As you well know, Sunday means brunch. Tenor John Hudson, soprano Allie Faulkner, friends visiting Charleston and I went to The Green Door to eat. This restaurant has no signage other than a blackboard on the sidewalk, and I must have walked past it a half dozen times without even realizing there was an establishment there. And yet, in spite of its diminutive exterior, the Green Door has been called ‘one of the top ten places to eat’ by the Charleston City Paper. The restaurant itself opened last December, but the food truck from which the Asian fusion inspired menu grew (Roti Rolls) was voted the best in Charleston for two years running.
The menu was full of combination I had never seen, like the Shorty Benedict (short rib, 62 degree sous-vide egg, kimchi hollandaise), the PBPB&J (pork belly, peanut butter, candied bacon, sriracha syrup), and the Waffle Taco (sambol fried chicken, waffle, sriracha syrup, goat cheese). I went with the Brunch Burger (curry pickles, American cheese, fried egg, bacon, English muffin served with tater tots dusted in cinnamon) because I cannot resist the combination of a fried egg on a burger. I also had the Thai Peanut Mac ‘n’ Cheese – decadent and luscious. The GD Kimchi Bloody Mary is also worth a mention, and may I recommend the candied bacon stir to further delight your taste buds.
We went from this terrific meal to a rehearsal with Westminster Choir. We will be singing the Verdi Requiem under the baton of Dr. Joseph Flummerfelt and in collaboration with the Spoleto Festival Orchestra and the Charleston Symphony Chorus on June 6. Next week, we will work with Dr. Flummerfelt, and today was our chance to tighten up our ensemble with Dr. Miller before he turns us loose. Most members of the choir performed this work in the fall with Yannick Nézet-Séguin and The Philadelphia Orchestra, but for the five sophomores in Westminster Choir who are not also in Symphonic Choir, learning the work has taken personal practice. The rehearsal revealed that there was still work to be done before we are ready to present this very important concert, and sectionals were scheduled to make sure each section was solid on its part.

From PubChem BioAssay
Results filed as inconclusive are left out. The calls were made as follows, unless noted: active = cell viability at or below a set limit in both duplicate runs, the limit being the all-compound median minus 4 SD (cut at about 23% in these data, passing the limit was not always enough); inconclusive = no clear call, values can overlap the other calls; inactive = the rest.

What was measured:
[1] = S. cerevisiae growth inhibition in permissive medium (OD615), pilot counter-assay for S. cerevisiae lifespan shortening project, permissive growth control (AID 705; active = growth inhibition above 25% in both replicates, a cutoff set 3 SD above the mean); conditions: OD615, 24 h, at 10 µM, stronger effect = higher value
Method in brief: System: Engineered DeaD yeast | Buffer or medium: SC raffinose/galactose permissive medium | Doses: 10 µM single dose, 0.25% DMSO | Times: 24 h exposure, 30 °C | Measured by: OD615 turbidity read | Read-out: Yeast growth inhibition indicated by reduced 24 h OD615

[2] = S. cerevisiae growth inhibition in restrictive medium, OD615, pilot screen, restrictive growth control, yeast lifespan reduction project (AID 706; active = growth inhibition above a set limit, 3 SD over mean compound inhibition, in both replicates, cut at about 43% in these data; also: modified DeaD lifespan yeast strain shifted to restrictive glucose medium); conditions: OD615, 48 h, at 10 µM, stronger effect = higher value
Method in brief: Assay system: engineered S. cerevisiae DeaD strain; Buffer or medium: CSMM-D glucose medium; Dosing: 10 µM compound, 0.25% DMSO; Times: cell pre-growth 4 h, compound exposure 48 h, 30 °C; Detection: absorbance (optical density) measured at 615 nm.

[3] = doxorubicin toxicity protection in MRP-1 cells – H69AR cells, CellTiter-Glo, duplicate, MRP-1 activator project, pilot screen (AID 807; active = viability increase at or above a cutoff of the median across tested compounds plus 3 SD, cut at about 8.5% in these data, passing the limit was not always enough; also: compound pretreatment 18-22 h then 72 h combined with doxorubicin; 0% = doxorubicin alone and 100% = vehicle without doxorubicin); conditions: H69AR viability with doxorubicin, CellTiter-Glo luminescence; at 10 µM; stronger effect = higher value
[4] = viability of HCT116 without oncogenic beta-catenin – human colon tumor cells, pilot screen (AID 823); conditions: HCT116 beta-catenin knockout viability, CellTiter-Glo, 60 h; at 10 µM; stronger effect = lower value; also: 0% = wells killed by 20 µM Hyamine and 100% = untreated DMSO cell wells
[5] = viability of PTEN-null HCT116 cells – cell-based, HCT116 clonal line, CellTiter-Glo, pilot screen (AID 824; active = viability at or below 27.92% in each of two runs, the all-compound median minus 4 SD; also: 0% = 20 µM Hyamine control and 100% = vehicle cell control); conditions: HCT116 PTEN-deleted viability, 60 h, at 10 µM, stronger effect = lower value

In the evening, I went to see Le Grand C for the second time. The first time I saw this presentation of extraordinary feats of human strength and form, I was so nervous that my hands were clammy for the entire hour and ten minutes. The second time I was much more calm, though no less enchanted. There is no safety net for these physical artists as they form human formations like a column of four people (standing on shoulders!), create human catapults and throw people through the air with the most gracious and lovely swan dives. It is absolutely spectacular – Spoleto never disappoints.
In our room – Liberty Hall 624/626, we have had many late nights/early mornings where the four of us (Kyle, Johnny, Mary, and I), have converged, start talking, and end up inevitably surprised by the late hour in which we find ourselves, still awake and totally energized by our discussions. We talk about everything from chamber music, our future careers and our significant other to gun violence, gender as a societal construct and how that is manifest in pop culture, and religion’s role in contemporary life. These are some of my best memories from Spoleto – four friends sharing space, time, and themselves.